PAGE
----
These FAQs are provided by the Canadian Legal FAQs, a website of the Centre for Public Legal Education Alberta. They provide answers to questions about consumer law in Alberta including the Fair Trading Act, collections and debt repayment, cost of credit disclosure, and credit and personal reports. See also FAQs on Contracts and Consumer Information
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If you're in debt and have fallen behind in your payments, these resources may help you understand your rights and help you deal with your situation.
The resources on this page were hand-picked by the Centre for Public Legal Education Alberta's staff as a good place to start.
Check out CPLEA's newest resource Help With Debt Alberta created by concerned members of Alberta’s legal community working as the Alberta Debtor Support Project.
You may also find helpful resources listed under these legal topics: Credit and debt, and Bankruptcy and foreclosure
CPLEA Suggested Resources
Not sure where to begin finding answers to your questions. Get started with our suggested resources. See additional resources below for more information.
This tipsheet from the Centre for Public Legal Education Alberta provides information about understanding debt, collection agencies, and paying back your debt. The pdf is available for free download or print copies can be ordered at no charge.
This tipsheet from the Centre for Public Legal Education Alberta provides information about payday loans and Alberta law. The tipsheet is available for free download or print copies can be ordered at no charge.
This page on CPLEA's Canadian Legal FAQs website provides information for Albertan who find themselves in debt and are thinking of declaring bankruptcy Topics covered include: debt and debt control, options other than declaring bankruptcy, collection agencies and links to help and more information.
Credit Counselling Society is an accredited member of Credit Counselling Canada (CCC), a national association of not-for-profit credit counselling agencies specializing in debt consolidation alternatives and credit counselling The Credit Counselling Society is nationally registered with the Canada Revenue Agency as a non-profit, charitable organization.
This online resource is from the Student Legal Services of Edmonton. Topics include: Credit and Personal Reporting; Dealing with Bill Collecting Agencies; What can happen if you do not pay your debts; and How can Student Legal Services help with debt issues?. This resource is also available to download as a PDF.
Concerned members of Alberta’s legal community working as the Alberta Debtor Support Project created this online resource to help Albertans dealing with debt find the help they need.
This article discusses the options available to a debtor when they file for bankruptcy and their are inheritance issues.
This court procedure booklet is a guide for people who are bankrupt, but have not been granted a discharge from bankruptcy. If your trustee is no longer responsible for making another application for discharge, this guidebook will help you make your own application for discharge from bankruptcy
Money Mentors (formerly know as Credit Counseling Services of Alberta) is an Alberta-based public agency that is the exclusive provider of the OrderlyPayment of Debts program in Alberta as specified under the Federal Bankruptcy and Insolvency Act. They offer free credit counselling, money coaching, and financial education tto the community and K-12 students in Alberta. They are an accredited member of Credit Counselling Canada.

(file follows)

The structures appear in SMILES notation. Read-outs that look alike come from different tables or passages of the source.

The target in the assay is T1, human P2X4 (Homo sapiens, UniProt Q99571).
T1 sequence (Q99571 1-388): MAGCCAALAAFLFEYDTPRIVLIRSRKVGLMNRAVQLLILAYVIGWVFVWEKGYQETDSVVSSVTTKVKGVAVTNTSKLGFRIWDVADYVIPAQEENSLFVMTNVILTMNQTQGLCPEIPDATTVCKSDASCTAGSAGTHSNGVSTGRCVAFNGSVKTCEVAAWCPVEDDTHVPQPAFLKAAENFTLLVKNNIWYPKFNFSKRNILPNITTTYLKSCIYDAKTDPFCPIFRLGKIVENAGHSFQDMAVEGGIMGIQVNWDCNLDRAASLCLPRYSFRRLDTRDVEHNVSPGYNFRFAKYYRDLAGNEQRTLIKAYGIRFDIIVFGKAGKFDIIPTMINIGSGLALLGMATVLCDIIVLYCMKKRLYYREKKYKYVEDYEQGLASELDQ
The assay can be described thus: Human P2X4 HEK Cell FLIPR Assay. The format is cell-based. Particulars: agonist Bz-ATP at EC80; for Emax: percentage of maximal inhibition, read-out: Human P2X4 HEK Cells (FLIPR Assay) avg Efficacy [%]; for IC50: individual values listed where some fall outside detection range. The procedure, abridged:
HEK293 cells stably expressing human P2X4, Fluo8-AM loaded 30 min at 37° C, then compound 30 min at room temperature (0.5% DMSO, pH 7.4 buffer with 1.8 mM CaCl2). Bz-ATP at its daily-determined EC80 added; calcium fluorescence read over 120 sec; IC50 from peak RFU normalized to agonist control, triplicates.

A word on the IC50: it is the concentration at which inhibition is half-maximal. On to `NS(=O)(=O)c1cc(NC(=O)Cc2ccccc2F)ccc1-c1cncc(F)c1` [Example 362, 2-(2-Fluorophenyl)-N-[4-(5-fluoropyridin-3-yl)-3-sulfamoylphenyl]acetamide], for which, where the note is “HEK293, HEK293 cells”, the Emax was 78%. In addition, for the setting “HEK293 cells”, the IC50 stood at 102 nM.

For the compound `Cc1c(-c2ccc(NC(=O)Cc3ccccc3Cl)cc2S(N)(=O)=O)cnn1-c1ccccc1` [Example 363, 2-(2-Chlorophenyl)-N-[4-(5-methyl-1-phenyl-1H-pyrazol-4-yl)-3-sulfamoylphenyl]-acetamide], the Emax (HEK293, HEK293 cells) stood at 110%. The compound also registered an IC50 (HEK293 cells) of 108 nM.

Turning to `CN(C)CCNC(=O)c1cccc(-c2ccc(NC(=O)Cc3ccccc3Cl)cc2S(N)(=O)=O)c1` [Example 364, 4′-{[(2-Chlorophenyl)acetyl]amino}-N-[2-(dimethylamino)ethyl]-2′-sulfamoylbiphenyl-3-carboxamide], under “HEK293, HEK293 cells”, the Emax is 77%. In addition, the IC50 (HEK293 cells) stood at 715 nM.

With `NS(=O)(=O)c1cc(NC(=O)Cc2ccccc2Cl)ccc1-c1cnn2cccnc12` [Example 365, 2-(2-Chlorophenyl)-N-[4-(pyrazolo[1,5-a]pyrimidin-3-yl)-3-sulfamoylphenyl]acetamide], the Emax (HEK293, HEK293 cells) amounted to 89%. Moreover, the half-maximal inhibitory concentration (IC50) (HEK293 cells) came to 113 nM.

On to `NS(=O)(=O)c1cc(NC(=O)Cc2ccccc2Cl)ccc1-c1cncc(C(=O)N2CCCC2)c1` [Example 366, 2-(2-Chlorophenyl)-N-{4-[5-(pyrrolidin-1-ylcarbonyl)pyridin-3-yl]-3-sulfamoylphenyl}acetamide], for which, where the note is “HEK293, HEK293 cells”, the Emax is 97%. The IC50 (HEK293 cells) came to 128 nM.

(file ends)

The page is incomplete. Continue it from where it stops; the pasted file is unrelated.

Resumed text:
If you are experiencing financial difficulty, there may be other ways to handle your financial problems before filing personal bankruptcy. For example, you may speak with a loans manager at a bank and try to get a consolidation loan for your debts. This topic discusses personal bankruptcy..
Learn about legal options and debt repayment if you caused injury to someone in a motor vehicle accident and you didn’t have insurance.
Bankruptcy Canada was founded in 2004; contributors are trustees from regional and national firms in Canada. This site provides easy to understand facts and information about bankruptcy and its alternatives.
Bankruptcy law in Canada (and generally elsewhere) is governed primarily by federal law and governs the process by which individuals and companies apply to court to be relieved of their debts (except for some debts, such as secured debts or those that have arisen through fraud). Bankruptcy can be voluntary (initiated by the person in debt) or involuntary (initiated by creditors of the debtor). Includes links to online sources of further information.
Consolidated Credit Counseling Services of Canada is a registered charity. They provide credit counselling and debt management services for Canadians. Their mission is to assist individuals and families in ending financial crises and to help them solve money management problems through education, motivation, and professional counselling.
When you apply for a credit card, you are entering into a contract. Like any contract, it is legally binding and gives each party certain rights and responsibilities.
On this page you will find information on:
- Your right to information
- Cancelling your credit card
- Unsolicited credit card cheques
- Joint or shared cards
- What you should do if you feel your rights are not being respected
This web page has information about your legal responsibilities when you have a joint or shared credit card. It describes how authorized users (or secondary users) can affect you and your liabilities.
For debtors (those who owe money) and creditors (those who are owed money), OSB, a special operating agency associated with Industry Canada, makes the bankruptcy and insolvency process easier to understand by providing information.